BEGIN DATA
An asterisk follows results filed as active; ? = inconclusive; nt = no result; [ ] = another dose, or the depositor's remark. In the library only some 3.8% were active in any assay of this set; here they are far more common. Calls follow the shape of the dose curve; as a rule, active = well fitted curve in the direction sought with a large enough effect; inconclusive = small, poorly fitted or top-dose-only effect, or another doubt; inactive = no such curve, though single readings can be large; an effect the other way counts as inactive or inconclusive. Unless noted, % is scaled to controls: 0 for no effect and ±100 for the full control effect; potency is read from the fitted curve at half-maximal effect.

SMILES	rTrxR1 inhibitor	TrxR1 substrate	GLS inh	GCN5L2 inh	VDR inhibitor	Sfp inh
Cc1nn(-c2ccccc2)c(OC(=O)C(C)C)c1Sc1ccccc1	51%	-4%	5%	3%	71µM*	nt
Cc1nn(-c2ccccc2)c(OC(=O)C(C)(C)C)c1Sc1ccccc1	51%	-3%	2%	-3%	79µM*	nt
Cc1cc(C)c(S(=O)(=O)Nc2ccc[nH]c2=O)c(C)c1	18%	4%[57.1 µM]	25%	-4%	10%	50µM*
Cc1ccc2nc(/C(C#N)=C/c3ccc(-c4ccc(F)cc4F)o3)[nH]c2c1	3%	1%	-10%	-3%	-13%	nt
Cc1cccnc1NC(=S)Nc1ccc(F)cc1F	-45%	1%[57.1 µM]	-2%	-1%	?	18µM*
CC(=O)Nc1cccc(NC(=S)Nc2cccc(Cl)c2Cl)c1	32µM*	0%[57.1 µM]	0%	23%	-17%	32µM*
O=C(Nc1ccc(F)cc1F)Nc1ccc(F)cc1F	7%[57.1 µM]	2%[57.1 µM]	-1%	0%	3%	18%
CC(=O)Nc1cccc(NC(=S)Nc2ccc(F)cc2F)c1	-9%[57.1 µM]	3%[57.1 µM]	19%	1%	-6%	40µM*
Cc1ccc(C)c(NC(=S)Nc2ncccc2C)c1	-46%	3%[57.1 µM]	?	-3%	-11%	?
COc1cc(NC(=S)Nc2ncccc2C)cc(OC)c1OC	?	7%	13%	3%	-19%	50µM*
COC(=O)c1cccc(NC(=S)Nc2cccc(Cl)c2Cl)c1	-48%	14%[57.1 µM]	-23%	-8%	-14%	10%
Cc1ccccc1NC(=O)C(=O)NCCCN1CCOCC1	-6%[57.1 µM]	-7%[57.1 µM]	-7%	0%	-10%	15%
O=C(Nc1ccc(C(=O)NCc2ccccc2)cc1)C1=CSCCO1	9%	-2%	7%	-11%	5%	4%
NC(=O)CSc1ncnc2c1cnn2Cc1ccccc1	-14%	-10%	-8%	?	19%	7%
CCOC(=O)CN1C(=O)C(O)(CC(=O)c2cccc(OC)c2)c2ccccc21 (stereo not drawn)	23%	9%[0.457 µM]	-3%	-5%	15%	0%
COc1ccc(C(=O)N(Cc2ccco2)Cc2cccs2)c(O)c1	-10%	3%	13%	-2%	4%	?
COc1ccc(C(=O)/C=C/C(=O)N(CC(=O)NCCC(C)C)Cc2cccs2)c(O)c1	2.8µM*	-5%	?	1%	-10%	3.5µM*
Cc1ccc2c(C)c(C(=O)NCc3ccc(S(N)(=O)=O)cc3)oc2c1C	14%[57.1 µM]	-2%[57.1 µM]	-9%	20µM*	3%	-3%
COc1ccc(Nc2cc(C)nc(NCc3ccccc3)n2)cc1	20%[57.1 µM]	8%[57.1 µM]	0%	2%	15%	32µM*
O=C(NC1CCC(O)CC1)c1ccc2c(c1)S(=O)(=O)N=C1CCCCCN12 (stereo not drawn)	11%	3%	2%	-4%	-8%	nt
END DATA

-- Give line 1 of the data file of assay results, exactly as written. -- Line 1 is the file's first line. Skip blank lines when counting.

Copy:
An asterisk follows results filed as active; ? = inconclusive; nt = no result; [ ] = another dose, or the depositor's remark. In the library only some 3.8% were active in any assay of this set; here they are far more common. Calls follow the shape of the dose curve; as a rule, active = well fitted curve in the direction sought with a large enough effect; inconclusive = small, poorly fitted or top-dose-only effect, or another doubt; inactive = no such curve, though single readings can be large; an effect the other way counts as inactive or inconclusive. Unless noted, % is scaled to controls: 0 for no effect and ±100 for the full control effect; potency is read from the fitted curve at half-maximal effect.